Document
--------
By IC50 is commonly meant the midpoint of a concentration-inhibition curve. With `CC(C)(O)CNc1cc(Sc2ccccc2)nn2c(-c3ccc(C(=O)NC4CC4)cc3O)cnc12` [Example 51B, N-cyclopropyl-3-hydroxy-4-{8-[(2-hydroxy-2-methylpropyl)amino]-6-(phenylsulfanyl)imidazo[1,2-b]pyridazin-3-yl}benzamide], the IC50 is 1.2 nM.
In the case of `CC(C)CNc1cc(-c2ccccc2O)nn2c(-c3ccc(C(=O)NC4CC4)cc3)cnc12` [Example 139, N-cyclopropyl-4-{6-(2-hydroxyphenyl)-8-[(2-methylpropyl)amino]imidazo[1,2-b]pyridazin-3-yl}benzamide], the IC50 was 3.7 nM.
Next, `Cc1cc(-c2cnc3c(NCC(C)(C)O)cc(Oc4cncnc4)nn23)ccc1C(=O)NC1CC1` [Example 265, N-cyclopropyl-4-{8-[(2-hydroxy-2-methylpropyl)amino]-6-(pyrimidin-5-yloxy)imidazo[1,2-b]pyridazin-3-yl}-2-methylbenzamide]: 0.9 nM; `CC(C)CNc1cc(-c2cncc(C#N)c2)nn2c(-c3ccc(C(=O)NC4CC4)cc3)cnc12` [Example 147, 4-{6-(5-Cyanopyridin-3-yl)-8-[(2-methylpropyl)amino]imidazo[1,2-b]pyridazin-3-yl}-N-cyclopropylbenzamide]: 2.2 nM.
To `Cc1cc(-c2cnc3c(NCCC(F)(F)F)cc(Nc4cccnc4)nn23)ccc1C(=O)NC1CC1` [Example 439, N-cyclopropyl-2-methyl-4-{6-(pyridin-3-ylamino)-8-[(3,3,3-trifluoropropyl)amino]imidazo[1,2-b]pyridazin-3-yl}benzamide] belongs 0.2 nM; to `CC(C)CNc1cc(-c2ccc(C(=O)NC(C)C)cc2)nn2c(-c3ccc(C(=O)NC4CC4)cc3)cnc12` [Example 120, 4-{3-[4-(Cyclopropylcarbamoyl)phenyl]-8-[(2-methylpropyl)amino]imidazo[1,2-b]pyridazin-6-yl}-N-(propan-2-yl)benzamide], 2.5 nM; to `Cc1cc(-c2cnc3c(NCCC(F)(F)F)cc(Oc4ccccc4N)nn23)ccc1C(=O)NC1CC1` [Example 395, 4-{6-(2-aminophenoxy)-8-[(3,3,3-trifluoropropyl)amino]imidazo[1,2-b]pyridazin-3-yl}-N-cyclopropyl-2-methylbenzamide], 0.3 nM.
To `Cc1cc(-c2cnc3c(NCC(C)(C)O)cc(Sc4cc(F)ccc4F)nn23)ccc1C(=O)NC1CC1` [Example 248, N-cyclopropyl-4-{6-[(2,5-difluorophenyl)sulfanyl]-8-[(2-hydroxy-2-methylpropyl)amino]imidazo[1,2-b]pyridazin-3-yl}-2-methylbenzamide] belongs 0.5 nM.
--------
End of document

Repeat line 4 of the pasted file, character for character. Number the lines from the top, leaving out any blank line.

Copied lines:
To `Cc1cc(-c2cnc3c(NCCC(F)(F)F)cc(Nc4cccnc4)nn23)ccc1C(=O)NC1CC1` [Example 439, N-cyclopropyl-2-methyl-4-{6-(pyridin-3-ylamino)-8-[(3,3,3-trifluoropropyl)amino]imidazo[1,2-b]pyridazin-3-yl}benzamide] belongs 0.2 nM; to `CC(C)CNc1cc(-c2ccc(C(=O)NC(C)C)cc2)nn2c(-c3ccc(C(=O)NC4CC4)cc3)cnc12` [Example 120, 4-{3-[4-(Cyclopropylcarbamoyl)phenyl]-8-[(2-methylpropyl)amino]imidazo[1,2-b]pyridazin-6-yl}-N-(propan-2-yl)benzamide], 2.5 nM; to `Cc1cc(-c2cnc3c(NCCC(F)(F)F)cc(Oc4ccccc4N)nn23)ccc1C(=O)NC1CC1` [Example 395, 4-{6-(2-aminophenoxy)-8-[(3,3,3-trifluoropropyl)amino]imidazo[1,2-b]pyridazin-3-yl}-N-cyclopropyl-2-methylbenzamide], 0.3 nM.